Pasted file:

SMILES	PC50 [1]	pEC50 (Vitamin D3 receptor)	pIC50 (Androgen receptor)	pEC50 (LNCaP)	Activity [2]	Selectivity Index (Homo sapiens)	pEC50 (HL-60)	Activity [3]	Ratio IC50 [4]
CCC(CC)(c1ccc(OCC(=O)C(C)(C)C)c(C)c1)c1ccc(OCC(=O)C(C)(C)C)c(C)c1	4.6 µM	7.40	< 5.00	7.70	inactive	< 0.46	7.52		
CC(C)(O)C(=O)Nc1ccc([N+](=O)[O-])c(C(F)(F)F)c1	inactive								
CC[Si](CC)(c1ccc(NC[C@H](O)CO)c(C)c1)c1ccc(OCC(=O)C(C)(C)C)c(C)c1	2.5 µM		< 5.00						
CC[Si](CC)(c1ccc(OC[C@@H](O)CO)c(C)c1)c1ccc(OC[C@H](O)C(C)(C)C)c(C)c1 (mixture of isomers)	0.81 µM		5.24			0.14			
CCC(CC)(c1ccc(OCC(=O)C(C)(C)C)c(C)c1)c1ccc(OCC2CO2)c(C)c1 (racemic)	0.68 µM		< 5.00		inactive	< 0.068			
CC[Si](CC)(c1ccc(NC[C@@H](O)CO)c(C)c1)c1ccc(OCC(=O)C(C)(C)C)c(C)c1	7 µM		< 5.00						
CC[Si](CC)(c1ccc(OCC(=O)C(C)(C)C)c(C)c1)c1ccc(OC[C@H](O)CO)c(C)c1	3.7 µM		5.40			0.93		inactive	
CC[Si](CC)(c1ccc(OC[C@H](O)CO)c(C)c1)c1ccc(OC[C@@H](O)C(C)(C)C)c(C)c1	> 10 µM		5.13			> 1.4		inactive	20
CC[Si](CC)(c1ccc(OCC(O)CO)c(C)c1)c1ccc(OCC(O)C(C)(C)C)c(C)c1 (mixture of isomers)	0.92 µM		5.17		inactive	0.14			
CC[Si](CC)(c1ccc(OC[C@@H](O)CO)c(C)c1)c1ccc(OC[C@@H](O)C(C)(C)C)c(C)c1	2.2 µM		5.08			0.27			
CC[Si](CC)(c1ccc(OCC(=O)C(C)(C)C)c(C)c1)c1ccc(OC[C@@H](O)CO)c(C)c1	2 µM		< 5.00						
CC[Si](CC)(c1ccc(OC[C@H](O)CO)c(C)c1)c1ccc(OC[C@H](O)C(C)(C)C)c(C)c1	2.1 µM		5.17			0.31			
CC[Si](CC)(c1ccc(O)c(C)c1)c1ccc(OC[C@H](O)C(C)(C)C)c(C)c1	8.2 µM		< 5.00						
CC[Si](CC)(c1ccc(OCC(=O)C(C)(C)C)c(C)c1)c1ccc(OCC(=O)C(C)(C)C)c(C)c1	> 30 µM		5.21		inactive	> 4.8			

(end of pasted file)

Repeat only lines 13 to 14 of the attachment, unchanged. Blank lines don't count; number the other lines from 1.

CC[Si](CC)(c1ccc(OC[C@H](O)CO)c(C)c1)c1ccc(OC[C@H](O)C(C)(C)C)c(C)c1	2.1 µM		5.17			0.31			
CC[Si](CC)(c1ccc(O)c(C)c1)c1ccc(OC[C@H](O)C(C)(C)C)c(C)c1	8.2 µM		< 5.00						